How I Read a Pitcher’s Line

Just to prep for the offseason, here’s an FAQ as to my methodology of evaluating pitching. Note that I’m not saying my way is the absolute only way, but this is to let you know where I’m coming from.

Q: Why don’t you include wins and losses in the pitching line?

A: Because they don’t really tell me how good the pitcher is. Let me qualify this statement; a pitcher’s job every start should be to help the team win that game. So by definition, his goal is to win the game. However, when evaluating a pitcher, you aren’t judging him on that season; you are trying to predict how good he’s going to be in future seasons. Hopefully that makes sense, but I’ll throw out an example to make it a bit clearer.

Here’s two pitchers’ lines from this season:

215.2 IP, 2.75 ERA, 149 H, 257 SO, 41 BB

193.0 IP, 3.12 ERA, 157 H, 188 SO, 73 BB

The first pitcher is Randy Johnson, he of the 13-13 record. The other pitcher is Roger Clemens, who is 17-4. Johnson’s numbers are superior to Clemens’ stats in just about every category you can think of…except wins. Randy Johnson is on the worst team in baseball, while Clemens has an outstanding offense behind him.

To hammer my point home, just imagine that Johnson and Clemens switch teams next year, and those teams provide exactly the same run support as this year. Johnson would be the runaway Cy Young winner, and Clemens, well, he’d be a .500 pitcher. I don’t include wins and losses for this very reason; a pitcher generally cannot control the offense that hits behind him, but he can control his pitching ability.

Q: What makes some pitchers better than others?

A: Well, let me start by saying that a pitcher’s ultimate goal is this: to prevent runs from scoring. Following this thesis, a pitcher is generally good if he allows less runs than most other pitchers. (I know, this is simplistic, but just follow along). Furthermore, a pitcher generally prevents runs by not allowing batters to reach base, so good pitchers allow less hits and walks than most other pitchers. Strikeouts aren’t necessary to post a low ERA, but pitchers who rely more on their defense to make outs (ie, groundball pitchers) usually will have more deviation in runs allowed.

Another illustration:

Johan Santana 209.0 IP, 2.76 ERA, 144 H, 240 SO, 49 BB

Jake Westbrook 189.2 IP, 3.27 ERA, 178 H, 103 SO, 53 BB

Curt Schilling 204.0 IP, 3.35 ERA, 194 H, 177 SO, 28 BB

Tim Hudson 160.2 IP, 3.36 ERA, 164 H, 90 SO, 38 BB

Brad Radke 204.2 IP, 3.43 ERA, 215 H, 134 SO, 19 BB

Pedro Martinez 199.2 IP, 3.43 ERA, 166 H, 213 SO, 55 BB

Ryan Drese 189.2 IP, 3.75 ERA, 197 H, 88 SO, 53 BB

As you can see, there’s more than one way to be a good pitcher. Santana (who should win the AL Cy Young) and Martinez succeed by possessing dominant stuff, Westbrook and Drese succeed by throwing sinkers, and Radke and Schilling’s calling cards are impeccable control. But as you can see by the hits allowed column, Westbrook, Radke and Drese are dependent on their defense to catch all those “extra” outs, so having a great defense behind them is almost a necessity when they pitch. It should also be noted that Westbrook has given up 13 unearned runs, so his ERA has been deflated a bit.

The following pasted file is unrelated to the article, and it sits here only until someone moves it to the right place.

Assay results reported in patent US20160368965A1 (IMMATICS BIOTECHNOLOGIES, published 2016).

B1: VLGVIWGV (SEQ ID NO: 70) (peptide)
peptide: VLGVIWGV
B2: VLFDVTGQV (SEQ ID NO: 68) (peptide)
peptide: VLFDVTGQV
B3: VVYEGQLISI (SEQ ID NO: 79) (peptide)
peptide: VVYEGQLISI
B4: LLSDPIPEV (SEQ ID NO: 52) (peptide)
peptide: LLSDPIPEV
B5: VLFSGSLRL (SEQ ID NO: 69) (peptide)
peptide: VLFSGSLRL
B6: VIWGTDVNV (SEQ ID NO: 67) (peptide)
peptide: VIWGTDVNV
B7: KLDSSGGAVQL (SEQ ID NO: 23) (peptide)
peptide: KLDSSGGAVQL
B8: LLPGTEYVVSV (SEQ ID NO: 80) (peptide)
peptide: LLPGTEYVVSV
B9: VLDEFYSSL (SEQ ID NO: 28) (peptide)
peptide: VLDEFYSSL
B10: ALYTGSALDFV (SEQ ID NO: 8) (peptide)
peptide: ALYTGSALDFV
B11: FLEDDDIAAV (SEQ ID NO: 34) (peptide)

Q: So, you look at minor-league numbers the same way, right?

A: Not exactly. Reading minor-league stats leaves out a lot of extenuating factors. For one, I like to qualify a player’s numbers by looking at his age and level. In the low minors, a pitcher might put up bad numbers, but he may be working out his mechanics or trying out a new pitch. Also, pitchers who dominate short-season A-ball may not have the stuff to get out AA or AAA hitters. Rating pitching prospects are by rule a crapshoot; trying to project them is even more of a gamble. But if a guy like Adam Miller dominates at two levels at the age of 19, you start to take notice. AA seems to weed out the true prospects from the pretenders, but a future #1 is just an arm injury away from fading away into oblivion. Probably the best way to really see what kind of stuff a minor-league pitcher has is to watch him in person, or at least read an account from a reliable source. Other than that, you just have to try to use the available stats, along with the pitcher’s age and make an educated guess.

Let’s take the Akron starters, for an example:

Andrew Brown 77.1 4.66 66 67 36
Fausto Carmona 87.0 4.97 114 63 21
Francisco Cruceta 88.2 5.28 89 45 33
Dan Denham 76.0 5.33 88 50 31
Jake Dittler 107.2 5.02 119 85 40
Jeremy Guthrie 130.1 4.21 145 94 42

Without taking age into account, and looking strictly at the lines, I’d rank them as follows:

1. Andrew Brown

2. Jeremy Guthrie

3. Jake Dittler

4. Dan Denham

5. Francisco Cruceta

6. Fausto Carmona

Now, I’ll add their “baseball ages” to this table:


Andrew Brown 25 77.1 4.66 66 67 36
Fausto Carmona 21 87.0 4.97 114 63 21
Francisco Cruceta 22 88.2 5.28 89 45 33
Dan Denham 21 76.0 5.33 88 50 31
Jake Dittler 21 107.2 5.02 119 85 40
Jeremy Guthrie 25 130.1 4.21 145 94 42

This changes things. Carmona, Denham, and Dittler are 3 years younger than Brown, and 4 years younger than Guthrie. Also, 2004 marked the first year in AA for the three, while this is Guthrie’s second stint in Akron. I still like Brown because of his low hit totals, but I like Guthrie a lot less now. Also, Cruceta was promoted to Buffalo and put up these numbers:

83.0 IP, 3.25 ERA, 78 H, 62 SO, 36 BB

Yeah, I don’t understand it either. Carmona has also pitched well in a short stint with the Bisons.

So now, taking age into account, as well as other variables, these are my rankings:

1. Andrew Brown

2. Francisco Cruceta

3. Fausto Carmona

4. Jake Dittler

5. Jeremy Guthrie

6. Dan Denham

So that’s the method to my madness.

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